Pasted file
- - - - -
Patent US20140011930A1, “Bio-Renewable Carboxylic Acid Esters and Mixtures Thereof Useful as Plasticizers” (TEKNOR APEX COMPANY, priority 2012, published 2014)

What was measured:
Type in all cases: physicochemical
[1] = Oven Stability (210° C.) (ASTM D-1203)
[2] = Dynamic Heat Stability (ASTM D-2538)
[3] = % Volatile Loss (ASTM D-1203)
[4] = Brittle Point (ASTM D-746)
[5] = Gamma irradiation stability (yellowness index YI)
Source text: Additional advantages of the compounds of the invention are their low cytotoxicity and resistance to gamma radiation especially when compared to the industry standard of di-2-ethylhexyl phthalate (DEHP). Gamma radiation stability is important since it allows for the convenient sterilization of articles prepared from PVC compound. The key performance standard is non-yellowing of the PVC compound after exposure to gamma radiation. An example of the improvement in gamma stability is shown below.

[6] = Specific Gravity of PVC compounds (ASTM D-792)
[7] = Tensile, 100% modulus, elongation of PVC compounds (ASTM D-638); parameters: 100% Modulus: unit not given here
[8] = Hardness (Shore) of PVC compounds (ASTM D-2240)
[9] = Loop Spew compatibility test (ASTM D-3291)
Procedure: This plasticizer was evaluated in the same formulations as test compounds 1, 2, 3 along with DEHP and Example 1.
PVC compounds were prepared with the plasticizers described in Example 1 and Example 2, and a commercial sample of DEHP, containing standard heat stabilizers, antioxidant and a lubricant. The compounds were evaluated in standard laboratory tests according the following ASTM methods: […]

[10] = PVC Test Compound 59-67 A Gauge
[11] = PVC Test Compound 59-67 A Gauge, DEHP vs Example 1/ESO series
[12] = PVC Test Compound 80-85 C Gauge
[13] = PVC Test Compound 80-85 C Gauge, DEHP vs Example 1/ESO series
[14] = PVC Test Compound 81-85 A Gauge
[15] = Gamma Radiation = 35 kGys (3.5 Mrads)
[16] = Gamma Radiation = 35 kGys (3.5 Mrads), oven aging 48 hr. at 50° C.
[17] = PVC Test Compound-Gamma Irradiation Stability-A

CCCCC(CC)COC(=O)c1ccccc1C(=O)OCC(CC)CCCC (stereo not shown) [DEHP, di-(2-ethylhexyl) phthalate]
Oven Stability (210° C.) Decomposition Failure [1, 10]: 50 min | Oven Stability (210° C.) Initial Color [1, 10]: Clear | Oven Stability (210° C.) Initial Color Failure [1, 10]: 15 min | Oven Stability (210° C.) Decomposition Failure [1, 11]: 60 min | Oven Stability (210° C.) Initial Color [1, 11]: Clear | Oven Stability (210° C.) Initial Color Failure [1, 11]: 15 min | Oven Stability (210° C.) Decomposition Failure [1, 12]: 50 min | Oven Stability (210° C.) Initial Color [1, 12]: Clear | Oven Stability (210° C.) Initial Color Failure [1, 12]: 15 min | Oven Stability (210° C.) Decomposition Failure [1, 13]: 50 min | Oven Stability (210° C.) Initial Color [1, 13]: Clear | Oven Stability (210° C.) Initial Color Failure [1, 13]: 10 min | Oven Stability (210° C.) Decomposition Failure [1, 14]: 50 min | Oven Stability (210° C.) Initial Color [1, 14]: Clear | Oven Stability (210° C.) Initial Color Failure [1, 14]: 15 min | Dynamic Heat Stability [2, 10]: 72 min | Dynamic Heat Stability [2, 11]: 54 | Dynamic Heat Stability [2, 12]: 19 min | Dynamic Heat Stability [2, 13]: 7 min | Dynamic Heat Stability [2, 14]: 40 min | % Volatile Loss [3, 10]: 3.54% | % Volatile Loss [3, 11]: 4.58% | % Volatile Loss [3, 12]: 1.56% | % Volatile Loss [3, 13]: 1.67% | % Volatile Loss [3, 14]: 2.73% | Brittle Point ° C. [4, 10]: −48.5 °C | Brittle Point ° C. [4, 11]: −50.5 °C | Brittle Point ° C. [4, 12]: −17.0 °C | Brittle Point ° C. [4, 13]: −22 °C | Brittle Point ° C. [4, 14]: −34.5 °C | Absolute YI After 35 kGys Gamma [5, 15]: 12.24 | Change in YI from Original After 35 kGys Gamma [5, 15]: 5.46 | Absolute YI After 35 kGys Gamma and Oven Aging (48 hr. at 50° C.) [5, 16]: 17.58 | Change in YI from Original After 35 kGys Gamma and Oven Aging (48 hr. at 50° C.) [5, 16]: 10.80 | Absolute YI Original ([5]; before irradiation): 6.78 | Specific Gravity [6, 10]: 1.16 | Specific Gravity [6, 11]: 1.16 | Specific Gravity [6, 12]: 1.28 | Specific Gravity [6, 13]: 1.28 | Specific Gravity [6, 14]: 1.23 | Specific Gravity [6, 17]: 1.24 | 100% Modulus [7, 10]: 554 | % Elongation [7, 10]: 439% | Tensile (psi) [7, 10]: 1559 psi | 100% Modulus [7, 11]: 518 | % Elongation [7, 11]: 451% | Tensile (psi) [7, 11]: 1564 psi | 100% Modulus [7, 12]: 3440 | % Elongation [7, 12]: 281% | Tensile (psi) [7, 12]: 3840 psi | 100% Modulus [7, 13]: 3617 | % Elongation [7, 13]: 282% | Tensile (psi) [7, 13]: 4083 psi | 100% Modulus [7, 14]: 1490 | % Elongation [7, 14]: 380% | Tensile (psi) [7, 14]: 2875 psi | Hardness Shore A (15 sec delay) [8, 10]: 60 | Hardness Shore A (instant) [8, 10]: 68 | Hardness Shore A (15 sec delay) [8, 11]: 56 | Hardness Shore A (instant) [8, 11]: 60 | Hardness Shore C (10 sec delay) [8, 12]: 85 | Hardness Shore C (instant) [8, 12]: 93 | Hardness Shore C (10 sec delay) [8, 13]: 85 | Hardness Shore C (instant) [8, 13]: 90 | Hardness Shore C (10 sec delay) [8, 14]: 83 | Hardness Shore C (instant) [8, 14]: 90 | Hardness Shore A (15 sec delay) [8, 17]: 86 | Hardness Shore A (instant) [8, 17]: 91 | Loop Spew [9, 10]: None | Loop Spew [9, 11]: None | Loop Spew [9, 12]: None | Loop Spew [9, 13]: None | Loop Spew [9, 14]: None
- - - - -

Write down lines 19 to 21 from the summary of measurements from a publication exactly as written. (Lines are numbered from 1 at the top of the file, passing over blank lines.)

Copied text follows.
[13] = PVC Test Compound 80-85 C Gauge, DEHP vs Example 1/ESO series
[14] = PVC Test Compound 81-85 A Gauge
[15] = Gamma Radiation = 35 kGys (3.5 Mrads)